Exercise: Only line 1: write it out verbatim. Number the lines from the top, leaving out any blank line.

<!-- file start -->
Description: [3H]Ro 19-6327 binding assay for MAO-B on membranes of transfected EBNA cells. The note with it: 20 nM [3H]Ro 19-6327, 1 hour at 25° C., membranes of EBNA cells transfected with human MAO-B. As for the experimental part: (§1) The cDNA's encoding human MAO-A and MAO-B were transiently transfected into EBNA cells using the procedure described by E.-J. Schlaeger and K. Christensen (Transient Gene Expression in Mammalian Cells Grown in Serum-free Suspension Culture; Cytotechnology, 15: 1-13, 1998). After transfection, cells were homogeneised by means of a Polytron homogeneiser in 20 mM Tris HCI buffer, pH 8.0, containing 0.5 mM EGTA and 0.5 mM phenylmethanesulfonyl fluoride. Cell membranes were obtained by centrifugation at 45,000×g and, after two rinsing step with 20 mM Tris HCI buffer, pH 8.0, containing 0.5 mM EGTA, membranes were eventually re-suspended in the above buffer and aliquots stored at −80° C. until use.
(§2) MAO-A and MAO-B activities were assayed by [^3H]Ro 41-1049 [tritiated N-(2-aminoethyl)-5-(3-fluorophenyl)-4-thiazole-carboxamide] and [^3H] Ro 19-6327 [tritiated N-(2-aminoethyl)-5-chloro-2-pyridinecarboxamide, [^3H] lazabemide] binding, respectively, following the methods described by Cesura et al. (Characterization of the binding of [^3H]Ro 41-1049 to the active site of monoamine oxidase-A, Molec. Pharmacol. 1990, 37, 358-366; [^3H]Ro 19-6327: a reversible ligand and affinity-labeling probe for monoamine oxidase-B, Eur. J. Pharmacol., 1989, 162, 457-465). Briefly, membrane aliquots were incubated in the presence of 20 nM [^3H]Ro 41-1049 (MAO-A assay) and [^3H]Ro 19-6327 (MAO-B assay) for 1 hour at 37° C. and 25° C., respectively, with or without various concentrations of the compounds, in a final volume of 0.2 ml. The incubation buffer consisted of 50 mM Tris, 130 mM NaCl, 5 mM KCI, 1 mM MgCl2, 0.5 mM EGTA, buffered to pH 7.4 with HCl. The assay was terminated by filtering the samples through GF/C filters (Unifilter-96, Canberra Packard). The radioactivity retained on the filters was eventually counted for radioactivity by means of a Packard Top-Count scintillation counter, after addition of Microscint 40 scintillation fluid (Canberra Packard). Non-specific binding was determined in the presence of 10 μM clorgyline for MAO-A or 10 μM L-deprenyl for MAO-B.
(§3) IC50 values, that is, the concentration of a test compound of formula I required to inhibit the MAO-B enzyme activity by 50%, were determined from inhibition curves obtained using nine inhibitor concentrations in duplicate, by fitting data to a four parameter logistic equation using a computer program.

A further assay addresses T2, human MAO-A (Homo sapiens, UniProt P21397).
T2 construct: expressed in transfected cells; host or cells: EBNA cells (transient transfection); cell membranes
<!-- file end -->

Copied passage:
Description: [3H]Ro 19-6327 binding assay for MAO-B on membranes of transfected EBNA cells. The note with it: 20 nM [3H]Ro 19-6327, 1 hour at 25° C., membranes of EBNA cells transfected with human MAO-B. As for the experimental part: (§1) The cDNA's encoding human MAO-A and MAO-B were transiently transfected into EBNA cells using the procedure described by E.-J. Schlaeger and K. Christensen (Transient Gene Expression in Mammalian Cells Grown in Serum-free Suspension Culture; Cytotechnology, 15: 1-13, 1998). After transfection, cells were homogeneised by means of a Polytron homogeneiser in 20 mM Tris HCI buffer, pH 8.0, containing 0.5 mM EGTA and 0.5 mM phenylmethanesulfonyl fluoride. Cell membranes were obtained by centrifugation at 45,000×g and, after two rinsing step with 20 mM Tris HCI buffer, pH 8.0, containing 0.5 mM EGTA, membranes were eventually re-suspended in the above buffer and aliquots stored at −80° C. until use.